Though the calendar says we are firmly in Spring time, the sun hasn't apparently gotten the memo, or is still on Daylight Savings Time, whichever you choose to belive. But, given that April showers bring May flowers, we seem to be on the proper course, so it's time that all of us start thinking Springtime a little more intently.
One of the most common sights you'll see as one is out ant about the community is that our youth are returning to the streets and sidewalks on their bicycles after a long winter. At the same time, a lot of folks are also dusting off the bicycles, getting their training started for the upcoming RAGBRAI trip when it rolls through the southern portion of the county in late July.
With the resumption of bicycles on the streets, motorists need to start seeing the whole picture a lot more, looking purposefully for that bicyclist as you travel the streets and byways. All vehicles need to remember that a bicycle is entitled to share the roadway just as motor vehicles are.
But at the same time, it is also a responsibility of all bicyclists, no matter the age, to observe and follow the traffic laws of the city and state when riding on streets and roadways.
Sometimes, bicyclists 'forget' they are required to stop at stop signs, just like a car must, or yield to traffic. This very situation greeted me Friday morning as I?drove to work on North Lawler - a bicyclist turned off College Drive and pedalled through the stop sign for southbound traffic at the curve on North Lawler, heading south. What troubled me about this was that the cyclist was no child. I recognized the rider, but we'll leave well enough alone on that.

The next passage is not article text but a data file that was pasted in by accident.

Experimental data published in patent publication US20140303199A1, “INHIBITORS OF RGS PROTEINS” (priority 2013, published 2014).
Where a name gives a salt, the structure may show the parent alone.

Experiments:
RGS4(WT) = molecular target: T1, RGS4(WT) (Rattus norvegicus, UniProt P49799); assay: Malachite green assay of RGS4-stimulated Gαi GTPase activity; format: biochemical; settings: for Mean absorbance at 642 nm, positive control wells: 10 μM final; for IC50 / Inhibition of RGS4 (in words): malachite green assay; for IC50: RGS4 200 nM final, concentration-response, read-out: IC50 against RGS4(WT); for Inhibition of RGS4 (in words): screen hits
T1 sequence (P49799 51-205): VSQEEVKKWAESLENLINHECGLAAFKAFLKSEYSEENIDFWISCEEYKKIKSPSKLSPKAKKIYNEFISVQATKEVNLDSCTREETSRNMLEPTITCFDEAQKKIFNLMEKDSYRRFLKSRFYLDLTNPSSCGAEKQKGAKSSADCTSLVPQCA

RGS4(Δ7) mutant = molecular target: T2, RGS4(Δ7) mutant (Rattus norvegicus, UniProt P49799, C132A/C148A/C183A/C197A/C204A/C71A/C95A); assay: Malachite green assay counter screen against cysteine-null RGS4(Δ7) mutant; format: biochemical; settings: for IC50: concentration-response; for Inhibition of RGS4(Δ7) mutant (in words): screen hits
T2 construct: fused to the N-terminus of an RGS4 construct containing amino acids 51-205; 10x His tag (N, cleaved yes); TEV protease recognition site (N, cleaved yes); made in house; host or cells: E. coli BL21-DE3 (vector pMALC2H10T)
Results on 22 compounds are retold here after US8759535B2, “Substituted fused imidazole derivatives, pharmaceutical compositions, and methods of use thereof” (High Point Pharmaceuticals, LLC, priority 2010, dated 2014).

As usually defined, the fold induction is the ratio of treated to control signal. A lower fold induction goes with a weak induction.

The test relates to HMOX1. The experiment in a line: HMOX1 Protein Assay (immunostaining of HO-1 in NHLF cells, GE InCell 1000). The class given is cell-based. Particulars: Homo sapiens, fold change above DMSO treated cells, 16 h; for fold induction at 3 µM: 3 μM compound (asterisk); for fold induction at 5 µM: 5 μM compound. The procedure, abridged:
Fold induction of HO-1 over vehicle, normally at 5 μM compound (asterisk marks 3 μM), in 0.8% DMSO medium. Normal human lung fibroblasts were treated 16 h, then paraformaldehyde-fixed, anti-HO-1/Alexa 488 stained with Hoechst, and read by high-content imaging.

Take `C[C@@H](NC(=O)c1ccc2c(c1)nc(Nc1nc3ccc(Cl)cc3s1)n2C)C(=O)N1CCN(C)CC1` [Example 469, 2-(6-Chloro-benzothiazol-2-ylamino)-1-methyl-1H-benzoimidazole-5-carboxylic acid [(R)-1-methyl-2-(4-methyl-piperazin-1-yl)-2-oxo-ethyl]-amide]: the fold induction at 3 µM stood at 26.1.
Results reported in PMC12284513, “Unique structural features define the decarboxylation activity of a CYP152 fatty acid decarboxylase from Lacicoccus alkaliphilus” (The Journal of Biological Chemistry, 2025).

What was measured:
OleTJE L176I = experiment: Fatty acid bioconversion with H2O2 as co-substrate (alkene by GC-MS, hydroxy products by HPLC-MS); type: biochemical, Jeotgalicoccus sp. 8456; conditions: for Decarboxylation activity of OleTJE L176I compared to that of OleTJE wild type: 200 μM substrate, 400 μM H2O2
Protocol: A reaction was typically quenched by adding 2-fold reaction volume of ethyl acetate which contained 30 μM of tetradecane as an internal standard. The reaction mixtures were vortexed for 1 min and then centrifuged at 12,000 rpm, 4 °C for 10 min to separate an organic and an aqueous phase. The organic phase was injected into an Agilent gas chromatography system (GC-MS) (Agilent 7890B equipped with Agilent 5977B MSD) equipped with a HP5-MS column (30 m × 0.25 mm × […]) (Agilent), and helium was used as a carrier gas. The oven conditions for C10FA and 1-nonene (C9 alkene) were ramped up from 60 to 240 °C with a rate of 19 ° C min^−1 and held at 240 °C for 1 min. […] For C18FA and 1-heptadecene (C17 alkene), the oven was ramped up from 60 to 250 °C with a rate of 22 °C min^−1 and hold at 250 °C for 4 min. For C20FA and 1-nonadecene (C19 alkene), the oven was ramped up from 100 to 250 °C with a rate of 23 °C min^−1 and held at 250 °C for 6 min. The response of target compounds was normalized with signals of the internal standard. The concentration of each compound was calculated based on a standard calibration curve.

Let us just leave it with this thought - If you're riding your bike, the traffic signs apply to you too. A bicyclist is not exempted from traffic laws. By the same token, motorists need to respect bicyclists and give them room - don't crowd them on the streets.
Along those lines, our area farmers are slowly starting to prepare for the upcoming planting season. As the fields dry and field work commences, extra care needs to be taken as you drive on our rural secondary roads as well.
Farm implements continue to grow in size and sometimes, in the rush to beat the weather, some farmers may not break an implement down completely for transport between fields in close proximity, and may just quickly move from field to field.
Should you come upon a farmer making such a move, give him the room he needs. If it requires pulling into a farm drive to let the implement pass safely, do so. Also, pay attention to flashing amber lights and the orange triangular Slow-Moving-Vehicle warning signs on farm equipment. They have a purpose - to warn the motoring public that the equipment is moving slower than average road traffic and that the driver should exercise caution.
We live in a busy, fast-paced world. But, there is no reason a driver cannot slow down for a few moments, take a little extra care, and allow everyone on the road to arrive at their destination safely.
Enjoy Springtime - but do it safely!